Chicago Blackhawks right wing Patrick Kane (88) celebrates his goal with center Andrew Shaw (65) during the second overtime period in Game 5 of the NHL hockey Stanley Cup playoffs Western Conference finals against the Los Angeles Kings, Saturday, June 8, 2013, in Chicago. The Blackhawks won 4-3 and advanced to the Stanley Cup finals. (AP Photo/Charles Rex Arbogast)
The Chicago Blackhawks and Boston Bruins may not have played each other during the regular season, thanks to the NHL lockout that ended up shortening the season to 48 intraconference games, but there are several key matchups that we can examine which will help us to size up the Stanley Cup Final, which will begin Wednesday.
Since this is a best-of-seven series, it seems appropriate to have seven different battles. Here they are:
The Selke Boys: Jonathan Toews vs. Patrice Bergeron
Both players are dynamic defensive players, as evidenced by their nominations for the NHL’s Selke Award, given to the league’s best defensive forward. Both players are also great offensive players, with Toews tying for the team lead in goals during the regular season and Bergeron finishing second on the team in assists, only finishing one behind David Krecji despite playing five fewer games.
Bergeron does have slightly better postseason numbers than Toews, with 11 points to Toews’ nine, and he has made it a point not to put his team shorthanded, with only four penalty minutes compared to Toews’ 16.
The Pests: Andrew Shaw vs. Milan Lucic
Both of these players take antagonism to a whole new level, but the slight edge has to go to Lucic for two reasons. The first is that he is the superior offensive player, averaging nearly a point per game during the playoffs, and the other is that he is slightly more adept at staying out of the penalty box despite his roughhousing, with only 14 penalty minutes in comparison to Shaw’s 26.
The Wily Veterans: Marian Hossa vs. Jaromir Jagr
Jagr set a record this postseason for making it back to the Cup Final after a 21 year absence, but it’s Hossa who has been the more effective offensive player for his team.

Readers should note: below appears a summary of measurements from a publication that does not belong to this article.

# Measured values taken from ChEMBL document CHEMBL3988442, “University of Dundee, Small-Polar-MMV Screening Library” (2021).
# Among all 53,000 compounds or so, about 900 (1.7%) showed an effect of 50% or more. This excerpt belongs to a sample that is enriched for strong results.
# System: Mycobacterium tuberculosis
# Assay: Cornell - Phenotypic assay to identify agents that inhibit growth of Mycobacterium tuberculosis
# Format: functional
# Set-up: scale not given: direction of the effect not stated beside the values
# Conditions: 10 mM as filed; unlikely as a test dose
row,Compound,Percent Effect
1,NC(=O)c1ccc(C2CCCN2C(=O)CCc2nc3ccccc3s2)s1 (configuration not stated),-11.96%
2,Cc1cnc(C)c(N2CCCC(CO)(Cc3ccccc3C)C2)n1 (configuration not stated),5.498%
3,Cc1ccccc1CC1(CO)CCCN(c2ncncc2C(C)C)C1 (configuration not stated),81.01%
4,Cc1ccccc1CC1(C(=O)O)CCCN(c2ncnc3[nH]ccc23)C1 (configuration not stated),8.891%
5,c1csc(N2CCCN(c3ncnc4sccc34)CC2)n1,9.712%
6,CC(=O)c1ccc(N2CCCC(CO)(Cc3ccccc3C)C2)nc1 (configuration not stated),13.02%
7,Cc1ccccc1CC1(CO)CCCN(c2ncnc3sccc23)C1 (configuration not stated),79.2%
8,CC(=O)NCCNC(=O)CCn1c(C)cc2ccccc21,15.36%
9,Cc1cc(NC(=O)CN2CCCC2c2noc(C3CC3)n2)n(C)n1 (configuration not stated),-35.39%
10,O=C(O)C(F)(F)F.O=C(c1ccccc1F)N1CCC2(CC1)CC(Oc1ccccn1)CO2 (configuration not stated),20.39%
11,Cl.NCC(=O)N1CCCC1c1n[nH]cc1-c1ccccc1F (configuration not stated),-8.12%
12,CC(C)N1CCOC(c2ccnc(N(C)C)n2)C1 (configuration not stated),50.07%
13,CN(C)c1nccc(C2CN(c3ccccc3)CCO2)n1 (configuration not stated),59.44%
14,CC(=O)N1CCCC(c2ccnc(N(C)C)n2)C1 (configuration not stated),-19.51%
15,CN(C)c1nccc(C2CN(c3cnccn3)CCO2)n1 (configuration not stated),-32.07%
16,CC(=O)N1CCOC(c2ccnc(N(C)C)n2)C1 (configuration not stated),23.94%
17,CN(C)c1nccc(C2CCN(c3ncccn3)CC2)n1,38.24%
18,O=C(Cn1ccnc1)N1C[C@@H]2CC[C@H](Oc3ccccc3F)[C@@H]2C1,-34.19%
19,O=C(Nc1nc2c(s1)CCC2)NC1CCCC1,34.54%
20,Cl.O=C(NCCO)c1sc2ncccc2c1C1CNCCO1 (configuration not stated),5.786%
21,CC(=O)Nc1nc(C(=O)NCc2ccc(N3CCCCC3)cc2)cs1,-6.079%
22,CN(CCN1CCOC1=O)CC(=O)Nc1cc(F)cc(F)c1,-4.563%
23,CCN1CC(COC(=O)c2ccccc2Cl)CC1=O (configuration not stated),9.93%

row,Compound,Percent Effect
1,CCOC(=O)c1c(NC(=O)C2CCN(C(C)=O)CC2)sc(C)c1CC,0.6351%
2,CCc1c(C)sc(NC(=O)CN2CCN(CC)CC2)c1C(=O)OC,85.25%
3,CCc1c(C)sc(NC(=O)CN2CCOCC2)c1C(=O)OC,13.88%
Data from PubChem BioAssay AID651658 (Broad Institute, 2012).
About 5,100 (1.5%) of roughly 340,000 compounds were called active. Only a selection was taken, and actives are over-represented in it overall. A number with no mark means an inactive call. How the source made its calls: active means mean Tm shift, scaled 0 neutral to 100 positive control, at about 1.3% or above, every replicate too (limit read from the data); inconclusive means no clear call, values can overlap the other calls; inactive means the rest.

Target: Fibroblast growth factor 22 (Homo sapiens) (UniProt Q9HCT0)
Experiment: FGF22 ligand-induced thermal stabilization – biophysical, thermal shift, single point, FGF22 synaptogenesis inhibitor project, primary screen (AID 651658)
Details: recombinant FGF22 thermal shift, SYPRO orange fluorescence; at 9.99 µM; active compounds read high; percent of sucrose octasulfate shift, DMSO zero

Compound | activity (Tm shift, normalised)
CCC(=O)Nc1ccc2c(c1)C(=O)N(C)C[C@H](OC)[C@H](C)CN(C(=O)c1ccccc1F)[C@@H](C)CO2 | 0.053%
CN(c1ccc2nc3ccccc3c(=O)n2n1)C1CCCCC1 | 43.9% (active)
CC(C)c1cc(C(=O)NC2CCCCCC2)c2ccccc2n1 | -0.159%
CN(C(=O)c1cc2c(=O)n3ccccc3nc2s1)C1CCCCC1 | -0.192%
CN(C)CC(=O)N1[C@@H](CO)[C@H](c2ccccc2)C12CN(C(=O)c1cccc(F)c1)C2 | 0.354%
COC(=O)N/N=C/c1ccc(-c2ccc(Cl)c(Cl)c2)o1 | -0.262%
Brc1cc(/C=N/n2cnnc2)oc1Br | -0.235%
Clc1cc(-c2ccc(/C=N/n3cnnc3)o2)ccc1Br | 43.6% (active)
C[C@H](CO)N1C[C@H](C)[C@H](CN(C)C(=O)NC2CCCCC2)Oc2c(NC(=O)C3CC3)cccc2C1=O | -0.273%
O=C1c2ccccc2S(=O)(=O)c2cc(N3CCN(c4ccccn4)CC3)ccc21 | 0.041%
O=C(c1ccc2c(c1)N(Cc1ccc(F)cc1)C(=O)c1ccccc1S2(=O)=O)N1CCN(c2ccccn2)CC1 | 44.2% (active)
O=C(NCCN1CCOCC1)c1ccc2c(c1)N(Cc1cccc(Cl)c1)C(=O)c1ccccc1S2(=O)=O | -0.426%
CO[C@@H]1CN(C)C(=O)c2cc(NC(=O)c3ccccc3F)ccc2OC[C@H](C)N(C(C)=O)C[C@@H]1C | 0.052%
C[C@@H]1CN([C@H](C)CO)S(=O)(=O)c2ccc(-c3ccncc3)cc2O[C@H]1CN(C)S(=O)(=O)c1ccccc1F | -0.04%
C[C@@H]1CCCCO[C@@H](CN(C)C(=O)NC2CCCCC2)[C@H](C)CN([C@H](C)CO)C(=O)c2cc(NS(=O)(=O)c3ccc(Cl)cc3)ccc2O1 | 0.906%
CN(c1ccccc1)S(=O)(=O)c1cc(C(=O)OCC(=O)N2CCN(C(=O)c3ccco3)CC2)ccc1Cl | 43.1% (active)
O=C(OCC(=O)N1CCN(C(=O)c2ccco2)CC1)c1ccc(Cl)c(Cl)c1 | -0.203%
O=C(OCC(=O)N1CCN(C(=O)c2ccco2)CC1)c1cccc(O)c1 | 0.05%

The 34-year old Slovak, who has seven goals and seven assists in the playoffs, will be making his fourth Cup Final appearance in six seasons when the two teams hit the ice Wednesday, a remarkable accomplishment for a player who might very well join the shoe-in Jagr in the Hall of Fame some day.
The (Not Chuck) Norris Winners: Duncan Keith vs. Zdeno Chara
While both players have two goals and nine assists in the playoffs for their respective teams, the edge goes to Keith because of how effective he has been in terms of getting the most out of his defensive partners during the postseason.
When he was paired with Niklas Hjalmarsson, the Swede looked like a world beater. In Game 5 of the Detroit series, however, Keith was switched to a pairing with Brent Seabrook, whose game was in the pits, and Keith clearly resurrected his long-time partner’s game.
The Pay Day Club: Bryan Bickell vs. Nathan Horton
In the battle of impending free agents, Horton may have the slightly better offensive numbers this postseason (17 points to Bickell’s 13), but the edge will go to Bickell simply because of how much he has meant to the Blackhawks’ offense.
The Bruins have several players who are scoring in bunches during the postseason, but the Hawks have been struggling a bit in terms of getting their stars revved up. Because of that, a performance like Bickell’s shines even brighter.
The Guardians: Corey Crawford vs. Tuukka Rask
It seems as though we do this in every round of the playoffs, with the other team’s goaltender seeming to have a very slight edge over Crawford, and in this round, the margin is especially thin.
Rask simply has been on another level in the later stages of the postseason, helping his team limit the Penguins to only two goals in four games, so despite Crawford holding the Kings to around two goals per game, he loses out.
The Alchemists: Joel Quenneville vs. Claude Julien
Both coaches have guided their teams to multiple Cup Final appearances the past few seasons, but it is Quenneville’s golden touch that gives him a narrow edge in this matchup.
His moves in reuniting Keith and Seabrook, as well as Patrick Kane and Jonathan Toews, have helped the Hawks from a team on the brink of elimination in the second round to one that is just four wins away from the fifth title in team history.